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Magnus LINDBERG (b. 1958)
Trio for Clarinet, Cello and Piano (2008) [19:29]
Santa Fe Project (2006) [14:24]
Partia for Cello Solo (2001) [13:51]
Dos Coyotes (1993, arr. 2008) [12:02]
Kari Kriikku (clarinet); Anssi Karttunen (cello); Magnus Lindberg (piano)
rec. Järvenpää Hall, 5-6 and 8 September 2011
ONDINE ODE 1199-2 [60:24]

Experience Classicsonline



Magnus Lindberg has often claimed the orchestra as his instrument. This statement, however, is somewhat misleading in that he has composed a good deal of piano music (Naxos 8.570542) as well as a number of chamber works, some of which have been available in various recordings. The release under review centres on his chamber works for cello. Interestingly, too, all but one of these works are fairly recent, composed between 2001 and 2008. 

If taken chronologically, the earliest here is Dos Coyotes which is a reworking rather than an arrangement of a somewhat earlier work for ensemble Coyote Blues (1993). Originally the work was intended as a piece for voice and ensemble commissioned by the Rikskonserter agency in Sweden. Lindberg did not then feel ready for a vocal work and rather suggested an instrumental piece which became Coyote Blues. In this he incorporated material used in a work for the Tapiola Choir some time earlier. Much later still, the material was reworked by Karttunen and the composer with a new title. This lovely work is a good example of Lindberg's accessible, often melodic idiom as found in his recent music. 

The Partia for Cello Solo was composed for the Turku Cello Competition. As may be expected the music is devised so as to exploit most, if not all, the expressive and technical possibilities of the instrument. It avoids falling into the trap of pure and vain virtuosity. The music is certainly technically demanding but the whole remains musically rewarding. As may be guessed too, the lay-out overtly looks back to similar suites by Bach and by some contemporary composers such as Jolivet.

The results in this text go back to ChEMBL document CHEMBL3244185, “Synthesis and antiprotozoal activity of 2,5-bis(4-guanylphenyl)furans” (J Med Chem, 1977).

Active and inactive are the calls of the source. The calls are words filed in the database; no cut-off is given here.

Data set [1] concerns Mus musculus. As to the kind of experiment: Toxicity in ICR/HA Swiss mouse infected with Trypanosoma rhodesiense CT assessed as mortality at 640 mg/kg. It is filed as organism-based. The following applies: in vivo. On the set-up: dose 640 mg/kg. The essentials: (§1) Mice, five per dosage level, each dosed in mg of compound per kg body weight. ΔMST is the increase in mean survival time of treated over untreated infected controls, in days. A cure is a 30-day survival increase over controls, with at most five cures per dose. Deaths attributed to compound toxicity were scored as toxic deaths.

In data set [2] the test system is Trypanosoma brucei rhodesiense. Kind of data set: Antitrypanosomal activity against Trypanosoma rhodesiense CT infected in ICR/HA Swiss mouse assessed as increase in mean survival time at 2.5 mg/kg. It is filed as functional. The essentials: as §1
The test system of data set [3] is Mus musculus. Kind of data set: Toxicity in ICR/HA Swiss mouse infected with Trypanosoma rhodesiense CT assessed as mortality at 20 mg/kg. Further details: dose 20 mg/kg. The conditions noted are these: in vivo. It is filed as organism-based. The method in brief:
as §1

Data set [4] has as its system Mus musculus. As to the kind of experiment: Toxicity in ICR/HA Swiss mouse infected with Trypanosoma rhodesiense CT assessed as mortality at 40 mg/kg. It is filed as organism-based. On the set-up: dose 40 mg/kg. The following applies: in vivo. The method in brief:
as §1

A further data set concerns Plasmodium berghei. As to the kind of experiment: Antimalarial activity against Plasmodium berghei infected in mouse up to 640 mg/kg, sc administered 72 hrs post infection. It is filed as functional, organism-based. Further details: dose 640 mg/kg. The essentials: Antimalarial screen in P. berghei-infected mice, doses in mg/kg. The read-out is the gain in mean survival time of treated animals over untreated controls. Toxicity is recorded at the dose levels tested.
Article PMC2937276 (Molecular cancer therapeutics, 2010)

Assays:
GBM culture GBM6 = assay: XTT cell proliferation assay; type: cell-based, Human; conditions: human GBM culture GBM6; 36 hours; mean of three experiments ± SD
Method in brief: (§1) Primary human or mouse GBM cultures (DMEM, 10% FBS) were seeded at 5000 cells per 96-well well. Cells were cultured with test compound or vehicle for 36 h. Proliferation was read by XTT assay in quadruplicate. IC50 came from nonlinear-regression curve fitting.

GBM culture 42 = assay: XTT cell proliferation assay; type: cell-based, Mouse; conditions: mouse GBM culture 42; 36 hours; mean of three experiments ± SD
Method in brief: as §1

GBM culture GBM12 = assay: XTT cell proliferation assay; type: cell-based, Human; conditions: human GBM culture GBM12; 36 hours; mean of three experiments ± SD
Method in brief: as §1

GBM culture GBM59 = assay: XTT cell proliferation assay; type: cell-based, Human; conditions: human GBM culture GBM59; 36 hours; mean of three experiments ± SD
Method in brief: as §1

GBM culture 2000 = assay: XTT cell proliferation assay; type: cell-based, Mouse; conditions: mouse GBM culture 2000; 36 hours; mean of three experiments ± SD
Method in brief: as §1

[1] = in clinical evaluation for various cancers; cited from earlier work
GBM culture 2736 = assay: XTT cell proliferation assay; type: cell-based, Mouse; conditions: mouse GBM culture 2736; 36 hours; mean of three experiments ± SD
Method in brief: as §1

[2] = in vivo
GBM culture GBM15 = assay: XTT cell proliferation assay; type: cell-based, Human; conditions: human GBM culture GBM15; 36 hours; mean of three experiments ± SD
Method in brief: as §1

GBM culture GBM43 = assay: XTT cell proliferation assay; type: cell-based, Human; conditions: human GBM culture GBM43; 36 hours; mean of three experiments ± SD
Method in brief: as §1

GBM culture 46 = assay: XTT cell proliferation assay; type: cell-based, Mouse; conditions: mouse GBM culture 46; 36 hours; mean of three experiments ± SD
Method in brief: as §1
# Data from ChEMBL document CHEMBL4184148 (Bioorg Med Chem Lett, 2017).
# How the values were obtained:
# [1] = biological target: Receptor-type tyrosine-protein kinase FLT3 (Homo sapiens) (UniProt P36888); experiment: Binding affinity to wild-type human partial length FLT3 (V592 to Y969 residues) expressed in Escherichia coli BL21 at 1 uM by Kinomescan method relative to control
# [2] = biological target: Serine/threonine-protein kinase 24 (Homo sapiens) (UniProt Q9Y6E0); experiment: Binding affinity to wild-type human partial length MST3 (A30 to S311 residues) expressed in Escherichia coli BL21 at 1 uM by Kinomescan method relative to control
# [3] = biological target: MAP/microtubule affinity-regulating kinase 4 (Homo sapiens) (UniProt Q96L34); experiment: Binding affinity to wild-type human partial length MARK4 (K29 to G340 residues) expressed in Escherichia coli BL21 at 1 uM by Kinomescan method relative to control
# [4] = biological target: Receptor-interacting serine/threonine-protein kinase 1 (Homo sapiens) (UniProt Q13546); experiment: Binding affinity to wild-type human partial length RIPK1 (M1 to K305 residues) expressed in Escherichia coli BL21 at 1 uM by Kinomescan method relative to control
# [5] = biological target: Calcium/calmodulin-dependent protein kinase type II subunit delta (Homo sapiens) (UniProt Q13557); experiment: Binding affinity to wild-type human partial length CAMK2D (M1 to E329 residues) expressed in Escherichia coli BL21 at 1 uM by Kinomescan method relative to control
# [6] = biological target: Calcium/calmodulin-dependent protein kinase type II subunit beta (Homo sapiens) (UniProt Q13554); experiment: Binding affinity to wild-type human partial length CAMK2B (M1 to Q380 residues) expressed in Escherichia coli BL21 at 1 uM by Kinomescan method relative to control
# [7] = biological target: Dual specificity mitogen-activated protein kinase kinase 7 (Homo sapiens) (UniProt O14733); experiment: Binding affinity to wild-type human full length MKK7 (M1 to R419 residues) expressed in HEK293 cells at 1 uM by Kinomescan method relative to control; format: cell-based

Incidentally, Dos Coyotes has also been used as a general title for duo performance given by Karttunen and Lindberg, where Lindberg has revived his career as a performing pianist. The Santa Fe Project was composed for them to a commission from the Santa Fe Chamber Music Festival and the La Jolla Summer Festival. This delightful work may be experienced as a sort of compact cello sonata consisting of three concise and contrasted movements played without a break. Again, the music is typical of Lindberg's melodic and colourful writing although - as might be expected - it is still demanding from the purely technical point of view. It, too, receives a superbly committed reading. 

“After the innumerable pieces he had written for my cello, for Kari's clarinet and for himself at the piano, a trio for all three of us was all that was missing” (Anssi Karttunen). The Trio for Clarinet, Cello and Piano is not only the most recent work here but also the most substantial. Each of the three movements bears a heading borrowed from the poetry of Gunnar Björling: Sound big, sound; Like the tranquillity we seek and Crash wave, crash respectively. It is not necessary to know any of Björling's poetry to be able to appreciate Lindberg's work. These headings hint sufficiently at the character of each movement but do not imply any programmatic intent. The first movement opens in an almost improvisatory manner in the bass register of the piano but the music soon opens up with the successive entries for the cello and later the clarinet. The ensuing dialogue develops roughly as an arch rising to a climax. The second movement is slow with an animated central section functioning as a Scherzo. The final movement opens with a slow introduction leading straight into a mostly lively and animated main section. It ends with a broad, appeased coda. This is a superb piece in which Lindberg allows his inner lyricism full rein. 

The performances are immaculate and fully committed and again very well recorded. I also want to mention Kimmo Korhonen's excellent insert notes from which I have generously quoted. 

All in all, this is a magnificent release that is a must for all Lindberg fans but should also appeal to anyone who enjoys accessible and warmly expressive contemporary music. 

Hubert Culot


 

 

 

 

 

 

 

 

 

 

 

 

 

 

 

 

 

 

 

 

 

 

 

 

 

 

 

 

 

 

 

 

 

 

 

 

 

 

 

 

 

 

 

 

 

 

 

 

 

 

 

 

 

 

 

 


 


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